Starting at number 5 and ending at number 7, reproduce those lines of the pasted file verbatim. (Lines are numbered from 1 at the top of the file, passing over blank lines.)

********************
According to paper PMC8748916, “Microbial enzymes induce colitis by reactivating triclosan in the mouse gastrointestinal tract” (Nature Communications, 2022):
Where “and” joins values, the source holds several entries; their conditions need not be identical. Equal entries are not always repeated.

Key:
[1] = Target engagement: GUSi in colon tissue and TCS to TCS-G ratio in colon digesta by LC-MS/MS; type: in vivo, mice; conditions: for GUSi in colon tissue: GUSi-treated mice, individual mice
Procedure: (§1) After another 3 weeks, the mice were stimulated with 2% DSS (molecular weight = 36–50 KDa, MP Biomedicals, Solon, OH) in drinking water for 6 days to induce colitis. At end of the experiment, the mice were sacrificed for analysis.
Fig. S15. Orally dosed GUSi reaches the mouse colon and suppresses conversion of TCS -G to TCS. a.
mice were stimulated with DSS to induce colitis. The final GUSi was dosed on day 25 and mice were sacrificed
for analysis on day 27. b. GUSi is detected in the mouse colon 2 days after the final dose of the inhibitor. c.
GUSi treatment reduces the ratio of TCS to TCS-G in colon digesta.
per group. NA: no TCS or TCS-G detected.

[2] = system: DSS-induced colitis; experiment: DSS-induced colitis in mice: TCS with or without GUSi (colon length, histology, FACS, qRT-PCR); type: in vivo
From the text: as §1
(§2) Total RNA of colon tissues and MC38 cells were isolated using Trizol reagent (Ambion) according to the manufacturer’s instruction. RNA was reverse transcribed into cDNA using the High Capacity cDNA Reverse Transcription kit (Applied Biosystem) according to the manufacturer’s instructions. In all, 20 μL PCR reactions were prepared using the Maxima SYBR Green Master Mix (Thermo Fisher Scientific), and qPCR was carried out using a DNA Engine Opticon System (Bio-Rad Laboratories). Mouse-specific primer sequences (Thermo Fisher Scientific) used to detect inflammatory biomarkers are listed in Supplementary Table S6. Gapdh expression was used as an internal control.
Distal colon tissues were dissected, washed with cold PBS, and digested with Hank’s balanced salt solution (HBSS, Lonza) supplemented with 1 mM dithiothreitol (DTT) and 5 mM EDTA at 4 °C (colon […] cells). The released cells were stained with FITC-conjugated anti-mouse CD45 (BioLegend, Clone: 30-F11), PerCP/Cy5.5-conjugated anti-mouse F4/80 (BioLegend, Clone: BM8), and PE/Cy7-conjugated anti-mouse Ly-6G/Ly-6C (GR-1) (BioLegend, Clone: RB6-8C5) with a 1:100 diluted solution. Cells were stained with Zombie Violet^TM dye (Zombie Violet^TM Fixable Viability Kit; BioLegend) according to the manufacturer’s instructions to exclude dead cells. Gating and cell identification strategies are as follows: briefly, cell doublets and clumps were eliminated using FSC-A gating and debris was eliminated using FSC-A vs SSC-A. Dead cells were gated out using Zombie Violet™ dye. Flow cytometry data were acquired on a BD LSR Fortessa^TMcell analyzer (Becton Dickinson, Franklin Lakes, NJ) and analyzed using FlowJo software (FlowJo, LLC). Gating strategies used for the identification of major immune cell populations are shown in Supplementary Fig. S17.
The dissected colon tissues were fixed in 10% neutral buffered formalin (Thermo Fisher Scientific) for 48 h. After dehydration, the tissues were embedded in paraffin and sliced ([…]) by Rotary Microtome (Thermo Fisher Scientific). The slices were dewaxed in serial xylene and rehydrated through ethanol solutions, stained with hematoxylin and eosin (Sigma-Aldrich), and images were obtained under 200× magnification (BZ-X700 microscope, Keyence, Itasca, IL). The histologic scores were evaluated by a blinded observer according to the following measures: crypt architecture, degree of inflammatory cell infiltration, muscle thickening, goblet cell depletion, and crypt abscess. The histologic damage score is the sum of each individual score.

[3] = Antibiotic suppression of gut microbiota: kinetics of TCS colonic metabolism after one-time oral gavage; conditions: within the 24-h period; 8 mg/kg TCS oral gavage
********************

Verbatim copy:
Procedure: (§1) After another 3 weeks, the mice were stimulated with 2% DSS (molecular weight = 36–50 KDa, MP Biomedicals, Solon, OH) in drinking water for 6 days to induce colitis. At end of the experiment, the mice were sacrificed for analysis.
Fig. S15. Orally dosed GUSi reaches the mouse colon and suppresses conversion of TCS -G to TCS. a.
mice were stimulated with DSS to induce colitis. The final GUSi was dosed on day 25 and mice were sacrificed